“Live background music in hospitality must not be planned or marketed as an ‘event’. Events may not take place in general hospitality areas at this time, indoors or outdoors, that are currently operating for the serving of food and drink.

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The Piper's Rest in Edinburgh's Old Town has brought back live music this week after the easing of restrictions.

“The playing of live music must not happen in a way that encourages customers to sing along or leave their seats and engage with the musician/s i.e. to make requests or dance.”

The new guidelines were published after the Scottish Government allowed live events to resume this week in every part of the country, apart from Glasgow and Moray, where tighter restrictions remain in place due to recent surges in cases.

They add: "It is recommended at this time that live music in hospitality is limited to a non-vocal arrangement and minimal artists/players i.e. solo or two persons maximum, physically distanced.

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"Typical instruments may include piano/keyboard, classical or electro-acoustic guitar, or other traditional/folk string or wind instrument.

"Where there is any vocal aspect to the arrangement additional mitigations are required, such as a Perspex screen between musician and customers.”

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The Piper’s Rest in Edinburgh's Old Town is among the first pubs to capitalise on the new guidelines by bringing back live musicians this week.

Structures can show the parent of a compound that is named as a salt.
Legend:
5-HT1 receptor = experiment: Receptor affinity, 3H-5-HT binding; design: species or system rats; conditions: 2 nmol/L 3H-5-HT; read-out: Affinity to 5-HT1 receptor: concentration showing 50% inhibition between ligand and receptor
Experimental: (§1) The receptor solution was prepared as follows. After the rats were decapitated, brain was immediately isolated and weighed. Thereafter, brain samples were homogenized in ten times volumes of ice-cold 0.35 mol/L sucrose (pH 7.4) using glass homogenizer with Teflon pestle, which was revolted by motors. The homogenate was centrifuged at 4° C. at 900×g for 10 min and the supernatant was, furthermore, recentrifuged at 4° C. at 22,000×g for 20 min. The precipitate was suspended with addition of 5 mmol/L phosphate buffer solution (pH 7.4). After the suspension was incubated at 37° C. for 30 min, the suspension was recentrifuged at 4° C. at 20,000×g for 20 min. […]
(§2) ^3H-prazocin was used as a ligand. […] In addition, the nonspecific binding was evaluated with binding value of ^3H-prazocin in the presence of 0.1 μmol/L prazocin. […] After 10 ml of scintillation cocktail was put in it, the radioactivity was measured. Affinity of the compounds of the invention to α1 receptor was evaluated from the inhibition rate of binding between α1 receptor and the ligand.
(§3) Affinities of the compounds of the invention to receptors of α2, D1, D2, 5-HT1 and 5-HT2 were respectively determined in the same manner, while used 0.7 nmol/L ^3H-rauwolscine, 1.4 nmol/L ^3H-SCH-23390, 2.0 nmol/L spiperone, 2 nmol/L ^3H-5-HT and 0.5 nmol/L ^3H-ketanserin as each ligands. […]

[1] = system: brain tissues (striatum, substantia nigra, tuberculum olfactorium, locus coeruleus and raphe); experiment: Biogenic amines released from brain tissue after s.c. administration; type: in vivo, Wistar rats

Frazer Henderson is general manager of The Piper's Rest in Edinburgh's Old Town, which has brought back live music this week.

General manager Frazer Henderson said: “We knew that the Scottish Government guidelines had changed to allow background music in level 3 and indications were that live music could return when we moved into level 2, as long as the volume levels were consistent with background music and other mitigations were in place.

"We brought our musicians back from the start of the week in line with advice but had to cancel until the guidelines were finally published on Tuesday evening, which make it clear that it’s definitely allowed in hospitality settings as long as you take certain measures, such as no dancing or singing along.

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“It's great news for musicians who have had an incredibly difficult year, but is also great news for our customers who have been desperate for a bit of live entertainment after months watching things online.

"When we announced we were able to bring musicians back, bookings came flooding in. It’ll be great to see the smiling faces again.”

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South Queensferry-based musician Graeme E Pearson, who will be playing at the Hunter Square pub this week, has worked in an Amazon factory, launched a grass-cutting business and driving a mobile Covid testing unit for the Scottish Ambulance Service.

He said: “There is a little bit of nervousness about going back, but I think that once I start playing again things will click and I’ll get back into doing what I do best.

"I’m very proud to be from Edinburgh and to be Scottish. I do feel I’m helping promote Scottish culture in a small way. Hopefully I’ll soon get back into the swing of things.”

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Neil McIntosh